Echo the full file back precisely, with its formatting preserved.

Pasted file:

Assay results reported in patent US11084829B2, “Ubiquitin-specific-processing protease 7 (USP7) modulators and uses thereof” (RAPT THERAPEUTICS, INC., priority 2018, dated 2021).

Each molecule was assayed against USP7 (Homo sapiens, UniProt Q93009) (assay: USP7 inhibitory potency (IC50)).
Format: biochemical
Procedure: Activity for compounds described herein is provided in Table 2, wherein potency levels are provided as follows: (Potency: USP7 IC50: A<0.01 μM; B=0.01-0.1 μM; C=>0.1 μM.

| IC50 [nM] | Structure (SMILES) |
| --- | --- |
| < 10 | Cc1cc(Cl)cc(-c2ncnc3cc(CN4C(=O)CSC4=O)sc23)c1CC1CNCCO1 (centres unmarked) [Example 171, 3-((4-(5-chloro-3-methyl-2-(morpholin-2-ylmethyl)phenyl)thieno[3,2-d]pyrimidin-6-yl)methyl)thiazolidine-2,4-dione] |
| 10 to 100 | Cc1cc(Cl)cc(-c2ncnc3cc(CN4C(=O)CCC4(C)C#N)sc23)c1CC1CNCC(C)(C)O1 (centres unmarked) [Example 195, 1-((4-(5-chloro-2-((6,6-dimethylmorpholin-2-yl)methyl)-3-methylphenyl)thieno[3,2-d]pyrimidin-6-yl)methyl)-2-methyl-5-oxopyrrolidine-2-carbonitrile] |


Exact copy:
Assay results reported in patent US11084829B2, “Ubiquitin-specific-processing protease 7 (USP7) modulators and uses thereof” (RAPT THERAPEUTICS, INC., priority 2018, dated 2021).

Each molecule was assayed against USP7 (Homo sapiens, UniProt Q93009) (assay: USP7 inhibitory potency (IC50)).
Format: biochemical
Procedure: Activity for compounds described herein is provided in Table 2, wherein potency levels are provided as follows: (Potency: USP7 IC50: A<0.01 μM; B=0.01-0.1 μM; C=>0.1 μM.

| IC50 [nM] | Structure (SMILES) |
| --- | --- |
| < 10 | Cc1cc(Cl)cc(-c2ncnc3cc(CN4C(=O)CSC4=O)sc23)c1CC1CNCCO1 (centres unmarked) [Example 171, 3-((4-(5-chloro-3-methyl-2-(morpholin-2-ylmethyl)phenyl)thieno[3,2-d]pyrimidin-6-yl)methyl)thiazolidine-2,4-dione] |
| 10 to 100 | Cc1cc(Cl)cc(-c2ncnc3cc(CN4C(=O)CCC4(C)C#N)sc23)c1CC1CNCC(C)(C)O1 (centres unmarked) [Example 195, 1-((4-(5-chloro-2-((6,6-dimethylmorpholin-2-yl)methyl)-3-methylphenyl)thieno[3,2-d]pyrimidin-6-yl)methyl)-2-methyl-5-oxopyrrolidine-2-carbonitrile] |